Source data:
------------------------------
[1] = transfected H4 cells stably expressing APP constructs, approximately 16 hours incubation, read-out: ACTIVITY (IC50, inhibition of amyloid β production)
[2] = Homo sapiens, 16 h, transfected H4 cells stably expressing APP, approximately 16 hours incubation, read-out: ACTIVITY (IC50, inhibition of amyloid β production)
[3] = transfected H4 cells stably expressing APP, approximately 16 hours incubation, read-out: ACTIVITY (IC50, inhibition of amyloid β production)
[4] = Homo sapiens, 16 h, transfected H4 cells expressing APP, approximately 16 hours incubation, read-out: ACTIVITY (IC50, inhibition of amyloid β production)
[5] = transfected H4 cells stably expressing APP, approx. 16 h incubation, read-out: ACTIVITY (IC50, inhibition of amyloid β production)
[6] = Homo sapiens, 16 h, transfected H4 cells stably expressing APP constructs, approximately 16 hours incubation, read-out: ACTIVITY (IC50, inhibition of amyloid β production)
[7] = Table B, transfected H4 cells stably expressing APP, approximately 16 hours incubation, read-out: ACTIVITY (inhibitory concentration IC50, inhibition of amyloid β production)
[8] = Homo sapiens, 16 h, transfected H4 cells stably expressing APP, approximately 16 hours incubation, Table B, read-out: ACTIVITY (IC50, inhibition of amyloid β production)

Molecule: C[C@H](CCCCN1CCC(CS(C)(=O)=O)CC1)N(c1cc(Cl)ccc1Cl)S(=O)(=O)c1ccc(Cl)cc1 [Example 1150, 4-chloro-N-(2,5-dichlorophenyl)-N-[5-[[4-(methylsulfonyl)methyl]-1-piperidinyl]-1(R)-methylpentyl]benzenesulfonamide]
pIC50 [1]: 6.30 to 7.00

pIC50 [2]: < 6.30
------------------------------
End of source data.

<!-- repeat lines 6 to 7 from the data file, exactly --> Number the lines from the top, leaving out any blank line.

[6] = Homo sapiens, 16 h, transfected H4 cells stably expressing APP constructs, approximately 16 hours incubation, read-out: ACTIVITY (IC50, inhibition of amyloid β production)
[7] = Table B, transfected H4 cells stably expressing APP, approximately 16 hours incubation, read-out: ACTIVITY (inhibitory concentration IC50, inhibition of amyloid β production)